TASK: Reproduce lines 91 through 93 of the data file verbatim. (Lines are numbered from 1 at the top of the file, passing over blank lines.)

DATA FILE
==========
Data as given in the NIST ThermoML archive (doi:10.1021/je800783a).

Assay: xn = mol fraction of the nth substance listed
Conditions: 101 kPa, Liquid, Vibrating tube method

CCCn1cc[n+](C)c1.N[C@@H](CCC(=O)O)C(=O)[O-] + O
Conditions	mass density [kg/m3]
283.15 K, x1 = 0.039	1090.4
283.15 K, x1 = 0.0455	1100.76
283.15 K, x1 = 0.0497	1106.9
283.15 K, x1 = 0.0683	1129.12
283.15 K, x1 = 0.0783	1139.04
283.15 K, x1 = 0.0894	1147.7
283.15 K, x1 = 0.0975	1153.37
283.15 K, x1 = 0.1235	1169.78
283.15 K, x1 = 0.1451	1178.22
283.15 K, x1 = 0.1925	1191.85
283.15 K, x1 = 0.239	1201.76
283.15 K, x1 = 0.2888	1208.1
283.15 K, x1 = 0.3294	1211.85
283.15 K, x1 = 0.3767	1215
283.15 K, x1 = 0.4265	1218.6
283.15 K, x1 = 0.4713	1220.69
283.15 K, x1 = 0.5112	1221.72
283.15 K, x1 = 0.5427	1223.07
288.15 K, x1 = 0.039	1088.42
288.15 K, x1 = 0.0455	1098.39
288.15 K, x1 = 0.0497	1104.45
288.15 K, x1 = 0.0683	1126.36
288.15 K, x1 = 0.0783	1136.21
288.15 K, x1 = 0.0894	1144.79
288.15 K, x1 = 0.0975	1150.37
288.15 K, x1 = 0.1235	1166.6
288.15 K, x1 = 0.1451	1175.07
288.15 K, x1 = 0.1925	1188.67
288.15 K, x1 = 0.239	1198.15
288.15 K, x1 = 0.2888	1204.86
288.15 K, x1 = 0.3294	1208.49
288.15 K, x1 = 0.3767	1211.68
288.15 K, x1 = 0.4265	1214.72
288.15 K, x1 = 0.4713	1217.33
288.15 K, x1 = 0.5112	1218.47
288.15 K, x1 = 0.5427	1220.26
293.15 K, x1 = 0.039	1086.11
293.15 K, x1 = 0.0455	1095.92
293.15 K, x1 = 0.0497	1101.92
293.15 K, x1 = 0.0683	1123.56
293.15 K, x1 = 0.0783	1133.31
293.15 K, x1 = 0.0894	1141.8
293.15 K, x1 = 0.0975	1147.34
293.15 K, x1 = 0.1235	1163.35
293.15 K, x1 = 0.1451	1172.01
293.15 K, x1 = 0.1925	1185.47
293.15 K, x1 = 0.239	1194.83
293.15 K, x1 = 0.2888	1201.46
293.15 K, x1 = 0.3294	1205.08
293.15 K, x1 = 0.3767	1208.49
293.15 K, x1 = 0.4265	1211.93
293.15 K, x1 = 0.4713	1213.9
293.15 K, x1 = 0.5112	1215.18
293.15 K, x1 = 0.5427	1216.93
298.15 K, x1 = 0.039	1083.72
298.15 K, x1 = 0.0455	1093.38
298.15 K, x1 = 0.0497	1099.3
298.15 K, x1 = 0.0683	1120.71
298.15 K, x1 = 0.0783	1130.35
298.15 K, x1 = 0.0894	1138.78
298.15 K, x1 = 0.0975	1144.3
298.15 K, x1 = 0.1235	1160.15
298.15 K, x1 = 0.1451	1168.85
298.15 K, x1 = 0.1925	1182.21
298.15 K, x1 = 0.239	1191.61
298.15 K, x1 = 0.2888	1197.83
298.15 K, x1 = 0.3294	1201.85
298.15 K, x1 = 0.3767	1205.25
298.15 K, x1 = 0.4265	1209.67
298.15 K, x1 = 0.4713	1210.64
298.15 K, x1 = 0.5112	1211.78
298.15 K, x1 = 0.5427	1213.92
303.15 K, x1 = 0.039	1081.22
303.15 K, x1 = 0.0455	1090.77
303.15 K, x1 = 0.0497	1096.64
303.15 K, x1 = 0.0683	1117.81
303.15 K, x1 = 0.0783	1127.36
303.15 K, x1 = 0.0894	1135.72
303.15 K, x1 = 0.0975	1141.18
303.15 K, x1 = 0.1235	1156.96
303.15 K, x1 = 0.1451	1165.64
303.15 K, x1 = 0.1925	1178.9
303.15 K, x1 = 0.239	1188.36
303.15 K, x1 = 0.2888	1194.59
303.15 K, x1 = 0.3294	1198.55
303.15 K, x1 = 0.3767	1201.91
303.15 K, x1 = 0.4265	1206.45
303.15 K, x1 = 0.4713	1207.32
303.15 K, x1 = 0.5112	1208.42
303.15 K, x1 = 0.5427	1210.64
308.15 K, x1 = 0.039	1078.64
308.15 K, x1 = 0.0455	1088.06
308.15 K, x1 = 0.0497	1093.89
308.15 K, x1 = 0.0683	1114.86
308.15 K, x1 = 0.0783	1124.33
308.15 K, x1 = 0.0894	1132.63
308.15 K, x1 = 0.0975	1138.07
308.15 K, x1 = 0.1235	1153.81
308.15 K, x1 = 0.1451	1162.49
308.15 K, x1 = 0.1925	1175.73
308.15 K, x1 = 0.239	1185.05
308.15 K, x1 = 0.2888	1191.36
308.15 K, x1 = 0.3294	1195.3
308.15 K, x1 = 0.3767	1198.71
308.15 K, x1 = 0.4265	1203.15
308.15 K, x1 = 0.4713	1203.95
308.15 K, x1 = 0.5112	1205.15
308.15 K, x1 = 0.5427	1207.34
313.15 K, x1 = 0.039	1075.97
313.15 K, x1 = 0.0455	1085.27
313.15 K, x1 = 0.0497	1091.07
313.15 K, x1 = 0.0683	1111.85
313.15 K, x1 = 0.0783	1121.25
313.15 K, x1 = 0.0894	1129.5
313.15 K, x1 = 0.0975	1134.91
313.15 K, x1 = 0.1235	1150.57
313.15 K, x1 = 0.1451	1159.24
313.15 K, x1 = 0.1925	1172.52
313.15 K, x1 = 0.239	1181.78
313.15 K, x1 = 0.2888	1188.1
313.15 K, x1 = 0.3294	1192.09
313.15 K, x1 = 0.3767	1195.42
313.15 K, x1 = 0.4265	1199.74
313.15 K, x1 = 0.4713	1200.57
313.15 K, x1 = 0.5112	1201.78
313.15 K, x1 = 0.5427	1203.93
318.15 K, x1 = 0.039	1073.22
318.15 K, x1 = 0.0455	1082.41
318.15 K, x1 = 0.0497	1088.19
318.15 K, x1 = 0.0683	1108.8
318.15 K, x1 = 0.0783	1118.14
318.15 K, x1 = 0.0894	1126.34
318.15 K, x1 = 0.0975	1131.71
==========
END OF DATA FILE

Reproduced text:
303.15 K, x1 = 0.3767	1201.91
303.15 K, x1 = 0.4265	1206.45
303.15 K, x1 = 0.4713	1207.32